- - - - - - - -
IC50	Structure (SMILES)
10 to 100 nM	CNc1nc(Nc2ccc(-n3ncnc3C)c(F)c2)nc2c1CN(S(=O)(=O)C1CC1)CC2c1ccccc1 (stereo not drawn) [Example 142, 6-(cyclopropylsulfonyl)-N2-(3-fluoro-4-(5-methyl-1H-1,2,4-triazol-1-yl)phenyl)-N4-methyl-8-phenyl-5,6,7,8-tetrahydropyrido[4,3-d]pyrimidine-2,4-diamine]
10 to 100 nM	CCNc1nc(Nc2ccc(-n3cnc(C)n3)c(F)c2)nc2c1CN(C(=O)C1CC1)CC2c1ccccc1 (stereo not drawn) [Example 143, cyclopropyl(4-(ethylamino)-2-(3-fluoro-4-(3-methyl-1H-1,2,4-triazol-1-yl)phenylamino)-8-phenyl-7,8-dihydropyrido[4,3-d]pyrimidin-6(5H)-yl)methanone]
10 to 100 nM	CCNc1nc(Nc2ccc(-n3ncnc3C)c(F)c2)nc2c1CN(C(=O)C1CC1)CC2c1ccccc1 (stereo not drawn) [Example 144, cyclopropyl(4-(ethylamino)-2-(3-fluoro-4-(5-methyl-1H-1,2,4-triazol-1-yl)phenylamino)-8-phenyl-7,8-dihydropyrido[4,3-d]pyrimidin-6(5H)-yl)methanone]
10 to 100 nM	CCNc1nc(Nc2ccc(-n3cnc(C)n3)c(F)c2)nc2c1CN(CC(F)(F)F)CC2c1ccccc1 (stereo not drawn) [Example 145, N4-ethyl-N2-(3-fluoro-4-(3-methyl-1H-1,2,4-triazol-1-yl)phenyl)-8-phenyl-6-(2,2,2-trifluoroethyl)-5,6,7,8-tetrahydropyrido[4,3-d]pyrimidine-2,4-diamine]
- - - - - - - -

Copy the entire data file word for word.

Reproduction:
IC50	Structure (SMILES)
10 to 100 nM	CNc1nc(Nc2ccc(-n3ncnc3C)c(F)c2)nc2c1CN(S(=O)(=O)C1CC1)CC2c1ccccc1 (stereo not drawn) [Example 142, 6-(cyclopropylsulfonyl)-N2-(3-fluoro-4-(5-methyl-1H-1,2,4-triazol-1-yl)phenyl)-N4-methyl-8-phenyl-5,6,7,8-tetrahydropyrido[4,3-d]pyrimidine-2,4-diamine]
10 to 100 nM	CCNc1nc(Nc2ccc(-n3cnc(C)n3)c(F)c2)nc2c1CN(C(=O)C1CC1)CC2c1ccccc1 (stereo not drawn) [Example 143, cyclopropyl(4-(ethylamino)-2-(3-fluoro-4-(3-methyl-1H-1,2,4-triazol-1-yl)phenylamino)-8-phenyl-7,8-dihydropyrido[4,3-d]pyrimidin-6(5H)-yl)methanone]
10 to 100 nM	CCNc1nc(Nc2ccc(-n3ncnc3C)c(F)c2)nc2c1CN(C(=O)C1CC1)CC2c1ccccc1 (stereo not drawn) [Example 144, cyclopropyl(4-(ethylamino)-2-(3-fluoro-4-(5-methyl-1H-1,2,4-triazol-1-yl)phenylamino)-8-phenyl-7,8-dihydropyrido[4,3-d]pyrimidin-6(5H)-yl)methanone]
10 to 100 nM	CCNc1nc(Nc2ccc(-n3cnc(C)n3)c(F)c2)nc2c1CN(CC(F)(F)F)CC2c1ccccc1 (stereo not drawn) [Example 145, N4-ethyl-N2-(3-fluoro-4-(3-methyl-1H-1,2,4-triazol-1-yl)phenyl)-8-phenyl-6-(2,2,2-trifluoroethyl)-5,6,7,8-tetrahydropyrido[4,3-d]pyrimidine-2,4-diamine]